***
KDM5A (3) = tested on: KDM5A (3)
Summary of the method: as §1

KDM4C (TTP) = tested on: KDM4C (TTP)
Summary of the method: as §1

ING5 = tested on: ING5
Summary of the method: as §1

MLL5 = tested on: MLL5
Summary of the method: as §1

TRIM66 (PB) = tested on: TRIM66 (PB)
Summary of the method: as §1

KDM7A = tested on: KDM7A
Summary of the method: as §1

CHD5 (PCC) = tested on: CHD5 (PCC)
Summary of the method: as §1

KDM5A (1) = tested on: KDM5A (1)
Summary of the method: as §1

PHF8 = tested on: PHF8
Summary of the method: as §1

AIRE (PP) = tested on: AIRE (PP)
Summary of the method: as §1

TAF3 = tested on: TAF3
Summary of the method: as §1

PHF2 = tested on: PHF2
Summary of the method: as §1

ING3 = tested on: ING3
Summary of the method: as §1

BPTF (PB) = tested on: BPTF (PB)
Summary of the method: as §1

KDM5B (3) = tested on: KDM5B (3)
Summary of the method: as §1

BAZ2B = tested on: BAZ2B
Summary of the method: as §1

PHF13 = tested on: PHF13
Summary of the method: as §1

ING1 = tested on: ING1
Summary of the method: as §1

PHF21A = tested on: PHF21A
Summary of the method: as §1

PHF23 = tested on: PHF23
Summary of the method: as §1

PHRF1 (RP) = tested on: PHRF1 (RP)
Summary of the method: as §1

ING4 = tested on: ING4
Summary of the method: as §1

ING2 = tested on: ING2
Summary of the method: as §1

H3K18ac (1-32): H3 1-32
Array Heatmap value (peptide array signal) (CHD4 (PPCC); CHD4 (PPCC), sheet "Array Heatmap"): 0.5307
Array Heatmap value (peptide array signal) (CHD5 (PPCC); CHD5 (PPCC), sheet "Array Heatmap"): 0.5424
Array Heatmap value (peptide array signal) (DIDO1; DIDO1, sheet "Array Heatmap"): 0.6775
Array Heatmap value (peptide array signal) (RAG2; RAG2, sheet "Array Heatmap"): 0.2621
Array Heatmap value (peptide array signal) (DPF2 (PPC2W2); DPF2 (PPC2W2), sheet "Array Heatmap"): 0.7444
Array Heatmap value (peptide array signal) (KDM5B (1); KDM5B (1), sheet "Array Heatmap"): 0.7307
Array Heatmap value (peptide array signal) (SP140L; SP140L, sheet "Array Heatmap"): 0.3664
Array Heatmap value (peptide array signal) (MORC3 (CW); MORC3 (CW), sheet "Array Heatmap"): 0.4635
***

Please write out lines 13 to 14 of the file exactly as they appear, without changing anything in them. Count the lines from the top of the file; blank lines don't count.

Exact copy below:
CHD5 (PCC) = tested on: CHD5 (PCC)
Summary of the method: as §1